With the findings of this study, it can be stated that there was no standard antibiotic prescribing habit related to implant dentistry among Turkish clinicians who participated in the questionnaire and our findings are parallel with current literature. In a questionnaire study conducted by Deeb et al., the authors aimed to investigate the antibiotic prescribing habits of the clinicians related to implant surgery . Their findings are parallel with the data of this study. According to their results, they did not have any consensus among clinicians regarding the use of antibiotics related to implant surgery and they observed that the antibiotic regimen chosen by most of the clinicians was not coherent with the current scientific data. Another study conducted with a small sample size by Ireland et al. showed no consensus among clinicians in the United Kingdom (UK) and the authors stated that further studies are needed to develop guidelines regarding antibiotic regimen for implant dentistry in order to prevent unnecessary antibiotic prescription . There are also similar studies from different countries in the literature. Sanchez et al. conducted a cross-sectional questionnaire among dentists and specialists in Netherland and like in this study, they concluded that there was no consensus regarding prescribing antibiotics related to implant surgery and the clinicians were preferring to prescribe antibiotics even if it is not recommended in the guidelines .
As mentioned before, the factor that clinicians are not updating themselves with current data could be also one of the reasons why clinicians do not prescribe antibiotics in a proper way. Although systematic reviews and meta-analyses showed that oral administration of 2 g or 3 g of preoperative amoxicillin before 1 h of the operation may be helpful in preventing postoperative infection in peri-implant tissues, only approximately quarter of the respondents has been prescribing preoperative antibiotics for every implant surgery and half of them is practicing this in a right way [5, 8,9,10]. Half of the respondents who were prescribing preoperative antibiotics in every implant surgery or in specific conditions like the presence of systemic comorbidities were prescribing prophylaxis for more days. Just like in this study, Sanchez et al. also stated that almost half of the clinicians prefer to prescribe preoperative antibiotics when the patient has a systemic condition . These findings are almost parallel with the last consensus report of EAO in which it has been stated that in straightforward cases antibiotic prophylaxis has not shown a beneficial effect; but in complex cases like procedures with grafting or immediate placement of implants and/or patients with systemic comorbidities which are causing disruption in the immune system, antibiotic prophylaxis has a beneficial effect . However, especially for some patients with systemic conditions like valvular heart diseases and prosthetic joints, current guidelines should be followed by the clinician.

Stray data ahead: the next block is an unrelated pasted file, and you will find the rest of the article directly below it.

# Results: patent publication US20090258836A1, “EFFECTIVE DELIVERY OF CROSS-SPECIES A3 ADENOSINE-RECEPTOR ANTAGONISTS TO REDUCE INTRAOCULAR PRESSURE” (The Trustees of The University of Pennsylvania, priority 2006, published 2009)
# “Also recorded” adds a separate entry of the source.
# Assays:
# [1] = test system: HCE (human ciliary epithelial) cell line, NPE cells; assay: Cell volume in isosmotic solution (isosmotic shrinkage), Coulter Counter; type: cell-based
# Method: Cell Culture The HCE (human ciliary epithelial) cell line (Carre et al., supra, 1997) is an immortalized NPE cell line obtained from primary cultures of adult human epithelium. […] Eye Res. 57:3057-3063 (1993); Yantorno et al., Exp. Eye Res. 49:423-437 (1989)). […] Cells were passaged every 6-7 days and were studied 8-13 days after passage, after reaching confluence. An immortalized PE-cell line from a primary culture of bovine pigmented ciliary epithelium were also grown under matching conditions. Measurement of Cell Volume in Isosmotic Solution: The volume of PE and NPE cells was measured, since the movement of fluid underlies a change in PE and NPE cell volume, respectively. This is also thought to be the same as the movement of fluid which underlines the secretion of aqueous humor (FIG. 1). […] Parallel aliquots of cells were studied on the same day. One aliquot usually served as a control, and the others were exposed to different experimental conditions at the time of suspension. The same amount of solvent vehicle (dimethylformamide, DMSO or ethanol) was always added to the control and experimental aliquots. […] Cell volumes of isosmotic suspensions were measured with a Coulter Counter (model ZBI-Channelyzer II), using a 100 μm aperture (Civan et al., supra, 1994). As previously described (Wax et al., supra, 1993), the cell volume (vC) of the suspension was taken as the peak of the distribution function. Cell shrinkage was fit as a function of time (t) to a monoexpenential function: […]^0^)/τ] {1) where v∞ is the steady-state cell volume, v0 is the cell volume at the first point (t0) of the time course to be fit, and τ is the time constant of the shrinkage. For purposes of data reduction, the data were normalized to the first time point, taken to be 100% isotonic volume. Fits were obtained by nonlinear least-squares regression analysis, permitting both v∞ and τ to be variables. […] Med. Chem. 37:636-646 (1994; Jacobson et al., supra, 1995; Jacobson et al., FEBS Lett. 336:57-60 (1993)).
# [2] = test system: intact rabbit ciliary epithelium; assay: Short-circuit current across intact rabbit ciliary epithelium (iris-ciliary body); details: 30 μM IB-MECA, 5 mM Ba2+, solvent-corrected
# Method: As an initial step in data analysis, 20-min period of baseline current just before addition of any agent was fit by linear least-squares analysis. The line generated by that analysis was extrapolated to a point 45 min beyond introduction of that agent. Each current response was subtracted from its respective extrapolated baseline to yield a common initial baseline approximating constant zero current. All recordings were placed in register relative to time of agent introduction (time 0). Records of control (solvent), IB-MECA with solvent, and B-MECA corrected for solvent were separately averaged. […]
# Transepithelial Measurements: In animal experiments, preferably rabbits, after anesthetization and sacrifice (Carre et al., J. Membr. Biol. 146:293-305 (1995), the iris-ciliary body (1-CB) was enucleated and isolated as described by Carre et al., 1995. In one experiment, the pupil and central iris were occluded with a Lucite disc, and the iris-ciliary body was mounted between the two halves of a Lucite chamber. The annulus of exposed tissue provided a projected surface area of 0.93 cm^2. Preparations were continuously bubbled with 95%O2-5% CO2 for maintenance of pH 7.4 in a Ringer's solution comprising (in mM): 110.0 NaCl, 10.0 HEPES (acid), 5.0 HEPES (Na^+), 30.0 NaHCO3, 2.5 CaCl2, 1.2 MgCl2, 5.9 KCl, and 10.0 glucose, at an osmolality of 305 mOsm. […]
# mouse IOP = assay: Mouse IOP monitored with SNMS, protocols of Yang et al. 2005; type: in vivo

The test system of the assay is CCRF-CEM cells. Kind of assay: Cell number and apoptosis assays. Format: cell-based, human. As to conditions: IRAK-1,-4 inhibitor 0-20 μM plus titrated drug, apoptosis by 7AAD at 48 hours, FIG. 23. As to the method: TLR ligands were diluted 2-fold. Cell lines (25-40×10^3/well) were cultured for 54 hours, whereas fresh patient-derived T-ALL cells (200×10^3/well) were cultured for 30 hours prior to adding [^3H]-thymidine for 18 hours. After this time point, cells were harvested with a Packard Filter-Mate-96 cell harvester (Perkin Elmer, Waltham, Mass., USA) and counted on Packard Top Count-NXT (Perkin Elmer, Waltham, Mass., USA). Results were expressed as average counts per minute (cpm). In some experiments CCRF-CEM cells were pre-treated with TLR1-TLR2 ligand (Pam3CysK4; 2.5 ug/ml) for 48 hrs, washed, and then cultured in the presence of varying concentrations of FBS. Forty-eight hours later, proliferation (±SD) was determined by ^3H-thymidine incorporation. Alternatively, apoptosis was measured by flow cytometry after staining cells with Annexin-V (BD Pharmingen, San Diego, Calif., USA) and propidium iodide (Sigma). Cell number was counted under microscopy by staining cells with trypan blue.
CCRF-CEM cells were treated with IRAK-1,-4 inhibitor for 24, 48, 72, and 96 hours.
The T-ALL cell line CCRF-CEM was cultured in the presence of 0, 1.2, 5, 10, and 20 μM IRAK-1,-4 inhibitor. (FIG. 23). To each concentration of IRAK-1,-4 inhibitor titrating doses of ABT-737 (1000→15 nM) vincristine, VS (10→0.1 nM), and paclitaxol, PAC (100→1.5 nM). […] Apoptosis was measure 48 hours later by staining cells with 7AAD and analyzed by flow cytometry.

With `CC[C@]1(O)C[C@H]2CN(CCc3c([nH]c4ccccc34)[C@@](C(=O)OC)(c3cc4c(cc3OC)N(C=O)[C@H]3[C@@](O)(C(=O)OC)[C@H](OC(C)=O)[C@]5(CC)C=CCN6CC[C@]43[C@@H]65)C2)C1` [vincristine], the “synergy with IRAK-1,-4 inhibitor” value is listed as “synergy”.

Furthermore, the majority of the clinicians were prescribing antibiotics postoperatively and they had almost a consensus for their choice of antibiotics (aminopenicillins and aminopenicillins with beta-lactamase inhibitors with 93.8%). There was a diversity in the duration of antibiotic usage, but more than half of the respondents who were prescribing postoperative antibiotics prefer that their patients took antibiotics for 5 days. A recent systematic review citing 11 RCTs and 3 retrospective studies by Park et al. concluded that postoperative antibiotics should ideally be used in healthy patients with systemic symptoms of infection or in patients with insufficient support from the immune system . Especially when deciding on antibiotic use, the primary factor is the patient’s systemic anamnesis. Decisions should be made on a case-by-case basis. The use of antibiotics should support the appropriate care for patients with complex medical conditions [28, 29]. Parallel with these data, more than half of the respondents (n = 220) were prescribing postoperative antibiotics in case of systemic comorbidities, which could cause immunosuppression, but there was a lack of consensus in duration.
In a study conducted by AbuKaraky et al., in which they had investigated the antibiotic prescribing habits of Jordanian clinicians, they investigated the reasons motivating clinicians to prescribe in different procedures related to implant rehabilitation . In the study of AbuKaraky et al., the answers of the respondents showed that the clinicians have more tendency to prescribe more postoperative antibiotics and less preoperative antibiotics when their choice was a surgery with flap elevation. Like in this current study, in multiple implant surgery, clinicians found more safe to antibiotics pre- and postoperatively. Furthermore, the results in AbuKaraky’s study showed that clinicians prefer to prescribe more antibiotics when they were planning to perform implant-related surgeries like bone augmentation or external sinus lift. Because of the design of this current study, these parameters were not comparable, but it could be interpreted overall that clinicians from different countries and educations had shown similar tendencies regarding this subject.